Not only did the sugar industry try to influence the direction of dental research, but heart disease research as well, paying Stare and colleagues to write this review to help downplay any risk from sugar. Now, to be fair, this was five years before we even realized triglycerides were also an independent risk factor beyond just cholesterol. The main reason attention stayed focused on saturated fat is not because of the might of the sugar industry; there was just not as much data to support it.

In fact, “the [even] more powerful meat and dairy industries” loved the anti-sugar message. Who do you think sponsored Yudkin? In fact, on like the first page of Pure, White and Deadly, he thanks all the food and drug companies that had provided him with such “constant generous support.” Who paid for Yudkin’s speaking tour? The egg industry, of course—to try to take some heat off cholesterol.

Hegsted, one of the co-authors of the funded review, wasn’t exactly an industry cheerleader. He recommended people cut down on all the risky stuff: “less meat, less saturated fat, less cholesterol, [and] less sugar, less salt.” It wasn’t the sugar industry that got him fired for speaking truth to power; it was the beef industry.

The sugar industry was able to conceal its funding, because the New England Journal of Medicine didn’t require disclosure of conflicts of interest until 17 years later. These muckraking researchers suggest policymakers “should consider giving less weight to food industry-funded studies.” But why is the food industry funding studies at all? When it comes to the “corporate manipulation of research,” ultimately conflicts of interest don’t just need to be disclosed and “managed,” but ideally “eliminated.”

Things may not change until public health researchers start “refus[ing] to take money from the [junk food] industry,” period. “It worked for tobacco.” Many prestigious medical and public health institutions “have…instituted bans on tobacco industry funding.”

But wait; can’t scientists remain “objective [and] impartial” even in the face of all that cash? Apparently not, as “[i]ndustry funded research” has been shown to be up to 88 times more likely to produce funder-favorable outcomes. What, do we think corporations are in the business of just handing out money for free?

The classic example is the American Academy of Pediatric Dentistry, who “accepted $1 million [grant] from Coca-Cola.” Before the grant, their official position was that “frequent consumption of [sugary beverages] can be a significant factor in the…initiation and progression of dental [cavities],” which—after the grant—changed to “scientific evidence is certainly not clear on the exact role that soft drinks play.” As CSPI’s Integrity in Science Project put it, “What a difference a million dollars makes!”

Please consider volunteering to help out on the site.

67 responses to “Sugar Industry Attempts to Manipulate the Science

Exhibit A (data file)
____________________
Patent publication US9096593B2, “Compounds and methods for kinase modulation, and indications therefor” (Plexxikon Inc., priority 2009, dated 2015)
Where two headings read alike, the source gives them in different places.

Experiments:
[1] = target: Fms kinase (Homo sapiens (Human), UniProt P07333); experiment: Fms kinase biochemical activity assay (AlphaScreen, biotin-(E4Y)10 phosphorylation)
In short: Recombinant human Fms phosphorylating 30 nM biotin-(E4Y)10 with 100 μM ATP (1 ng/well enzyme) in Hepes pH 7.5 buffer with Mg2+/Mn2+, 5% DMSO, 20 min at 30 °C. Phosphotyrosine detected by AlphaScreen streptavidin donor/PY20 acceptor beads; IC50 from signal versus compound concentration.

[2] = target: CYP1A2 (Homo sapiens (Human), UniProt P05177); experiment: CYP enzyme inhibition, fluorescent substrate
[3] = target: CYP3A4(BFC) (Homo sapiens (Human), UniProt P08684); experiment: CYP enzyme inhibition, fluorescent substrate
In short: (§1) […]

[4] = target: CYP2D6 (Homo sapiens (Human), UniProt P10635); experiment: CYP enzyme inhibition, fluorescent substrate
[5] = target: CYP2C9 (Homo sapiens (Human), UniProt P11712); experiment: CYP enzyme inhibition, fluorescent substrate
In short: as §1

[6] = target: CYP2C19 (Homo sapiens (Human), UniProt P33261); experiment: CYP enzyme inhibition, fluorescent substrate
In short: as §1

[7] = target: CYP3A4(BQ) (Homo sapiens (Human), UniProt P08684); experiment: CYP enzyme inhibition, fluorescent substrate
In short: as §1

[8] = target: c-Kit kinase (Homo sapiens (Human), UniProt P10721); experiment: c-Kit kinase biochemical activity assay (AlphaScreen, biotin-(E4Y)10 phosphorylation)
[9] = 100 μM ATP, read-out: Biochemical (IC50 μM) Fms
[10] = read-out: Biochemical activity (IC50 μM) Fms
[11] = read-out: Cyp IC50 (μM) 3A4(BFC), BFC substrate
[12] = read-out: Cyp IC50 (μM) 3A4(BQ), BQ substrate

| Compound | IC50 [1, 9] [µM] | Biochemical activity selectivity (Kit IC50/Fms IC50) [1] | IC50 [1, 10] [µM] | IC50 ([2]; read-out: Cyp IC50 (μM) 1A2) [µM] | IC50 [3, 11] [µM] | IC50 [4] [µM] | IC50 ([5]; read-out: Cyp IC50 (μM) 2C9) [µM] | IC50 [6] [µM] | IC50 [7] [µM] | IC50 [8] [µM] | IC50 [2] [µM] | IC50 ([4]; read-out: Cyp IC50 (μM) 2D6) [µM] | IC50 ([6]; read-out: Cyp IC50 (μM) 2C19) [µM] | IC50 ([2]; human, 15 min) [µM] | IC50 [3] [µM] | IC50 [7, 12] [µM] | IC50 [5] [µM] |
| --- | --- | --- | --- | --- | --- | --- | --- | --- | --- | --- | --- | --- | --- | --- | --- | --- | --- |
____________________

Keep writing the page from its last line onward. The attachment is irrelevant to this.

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    1. Yes, Marion Nestle a PhD nutritionist, wrote a number of books on this topic.
      ‘Food Politics’, 2013 (paperback), ‘Soda Politics’ 2017, latest is ‘Unsavory Truth’, How Food Companies Skew the Science of What We Eat, 2018.

    1. Sydney,

      It is certainly not good for us.

      Not sure about your sentence though.

      Dr. Barnard showed that sugar isn’t what caused the obesity crisis, for instance. Though it doesn’t help.

      https://www.youtube.com/watch?v=8xeHDqBB6X0

      Dr. Barnard still does have people go off of animal products and sugar and oils in his diet, but sugar is only part of the equation with things like Diabetes.

      Dr. Kempner actually gave a spoonful of sugar as part of The Rice Diet and was still so successful. (He gave the sugar to bring their calories up high enough.)

      Sugar is not good for people, but there is a reason the animal industry was trying to deflect the focus off of them.

      1. Deb:

        Sugar raises cholesterol, yet my impression is that large numbers of vegetarians eat honey (etc).
        My concern is that meat is most often tested in a vacuum, rather than with sugar.

        1. Sydney,

          I understand that the studies make things more confusing.

          When I look at ways of eating like Whole Food Plant Based, lessening animal products to 5% or less of the calories reverses so many diseases that those studies are the ones I look at.

          Dr. Ornish reverses heart disease to the point that people no longer need heart transplants. He reverses DNA damage to the point where telomeres lengthen. He reverses cancer to the point it shrinks. I already spoke about the vegan doctors reversing Diabetes and Pritikin reverses high blood pressure in as few as 3 days. 95% of MS gets reversed. Blindness sometimes gets reversed.

          The disease reversals going off of meat or lowering it to 5% of the diet speaks for itself.

          1. Neuropathy going away in 3 days. People getting off the kidney transplant list.

            Dr. Ornish did a highly successful depression study.

            His success lowering depression with diet was over twice as successful as one of the studies I was reading of how successful TMS is.

            The list of diseases being reversed is extensive.

            That is what “How Not To Die” is about. Watch the longer videos in the center.

          2. 95% of MS gets reversed? I would just love to see the science on that one! Even Roy Swank did not reverse MS. He only stopped it from progressing. Let’s see the published science on the reversal of MS – I have some MS afflicted friends who would love to see the published research. Thank you!

            1. Please take a look at Dr. John McDougall’s MS study with OHSU (Oregon Health & Science University).WFPB SOS showed some amazin